How much will Indians have to pay for 5G?
Taking into account this global analysis, we estimate that for Indians, the 5G rollout can play out in two ways:
First: Telcos charging a premium for 5G services. In this scenario, David expects a tariff increase of anywhere between 20 to 30 percent for Indian consumers wanting to migrate to 5G services.
Nomura Global Markets Research estimates that telecom service providers would require a modest 4 percent incremental tariff hike on their overall subscriber base or a 30 per cent premium over 1.5 GB/day 4G plans, following the spectrum acquisition. The last tariff hike of 20-25 percent by the three major telcos happened last November-December.
Second: The second scenario can be reverting to the strategy when 4G was rolled out in India. Telcos had offered a standard pack for both 3G and 4G, and users were allowed to switch between the two through network settings on their smartphones. The strategy worked well as users shifted to 4G. As per the government data issued in April in the parliament, 98 percent of India’s population is covered under 4G. Hence although both 3G and 4G were priced at similar rates, 4G users had to buy more data, or opt for higher-priced unlimited packs and telcos also gradually increased the tariff rates.
“In India, the median 4G download speed is 14 Mbps as per Speedtest’s recent reports, compared to a global average of 30 Mbps. Assuming most 5G services are delivered to consumers leveraging the mid-band spectrum, the average download speed is expected to vary anywhere between 50 Mbps to 300 Mbps depending on how the spectrum is managed by the telcos. Given this situation, one would expect a 1GB of 5G Data to be exhausted anywhere between 5 to 10 times quicker compared to 4G services.” added David.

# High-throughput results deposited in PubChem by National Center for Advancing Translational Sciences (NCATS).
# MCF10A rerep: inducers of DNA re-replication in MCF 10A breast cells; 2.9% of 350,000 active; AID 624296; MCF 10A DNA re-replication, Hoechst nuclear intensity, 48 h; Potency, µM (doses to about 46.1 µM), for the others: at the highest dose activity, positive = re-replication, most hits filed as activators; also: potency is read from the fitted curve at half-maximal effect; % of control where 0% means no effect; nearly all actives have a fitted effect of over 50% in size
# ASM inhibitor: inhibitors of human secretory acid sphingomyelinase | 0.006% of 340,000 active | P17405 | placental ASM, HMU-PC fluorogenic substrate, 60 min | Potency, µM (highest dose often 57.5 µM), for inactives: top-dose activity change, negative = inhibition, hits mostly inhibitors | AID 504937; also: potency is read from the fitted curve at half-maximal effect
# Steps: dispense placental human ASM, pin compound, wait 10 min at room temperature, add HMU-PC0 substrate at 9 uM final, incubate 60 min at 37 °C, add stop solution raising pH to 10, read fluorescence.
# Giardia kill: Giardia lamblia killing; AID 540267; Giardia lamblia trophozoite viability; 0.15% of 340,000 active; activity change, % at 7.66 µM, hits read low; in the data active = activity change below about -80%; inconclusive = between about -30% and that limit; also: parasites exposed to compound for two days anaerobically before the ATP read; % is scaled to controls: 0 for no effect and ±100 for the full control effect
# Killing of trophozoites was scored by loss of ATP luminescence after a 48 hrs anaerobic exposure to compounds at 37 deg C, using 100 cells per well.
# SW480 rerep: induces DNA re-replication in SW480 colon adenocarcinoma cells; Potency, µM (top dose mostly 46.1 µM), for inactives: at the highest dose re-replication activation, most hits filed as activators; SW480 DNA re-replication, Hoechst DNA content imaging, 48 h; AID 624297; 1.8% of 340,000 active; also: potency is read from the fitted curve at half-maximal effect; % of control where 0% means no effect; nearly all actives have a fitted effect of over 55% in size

Are Indians willing to shift to 5G?
As per a recent survey by Ookla, 89 percent of Indian smartphone users are ready to upgrade to 5G. The survey spanned a sample of 2,000 smartphone users above 18 years in urban and rural areas. Interestingly as per the same survey, almost half of the respondents (48 percent) plan to upgrade to 5G as soon as service is available in their area and would consider switching telcos if necessary. Less than 2 percent of the respondents do not wish to upgrade to 5G.
“Ideally I would look at what speed and bandwidth are being provided with 5G in my area and what is the response of others and then shift to the network because I also expect services like video streaming, gaming and even managing work from home with 5G to become easier and faster," said 24-year-old Rishabh Singh, a software engineer.
Experts also believe that telcos will try to target customers with digital content to showcase differentiation. Premium plans can be launched for high ARPU customers (Rs 1,000 per month and higher) for those willing to pay a premium for a 5G service which offers faster speeds and superior content.
“Customers would be willing to pay a premium of anywhere between 25 to 50 percent to experience faster data speeds and get a better user experience when they access content which needs high bandwidth and low latency. The premium they will be willing to pay is also dependent on the differentiation in terms of digital content which the Telcos offer,” added David.
From all this, we can infer that Indians are ready for 5G, whether it is by paying more for premium packages or by utilising more data at cheaper rates and faster speeds. ​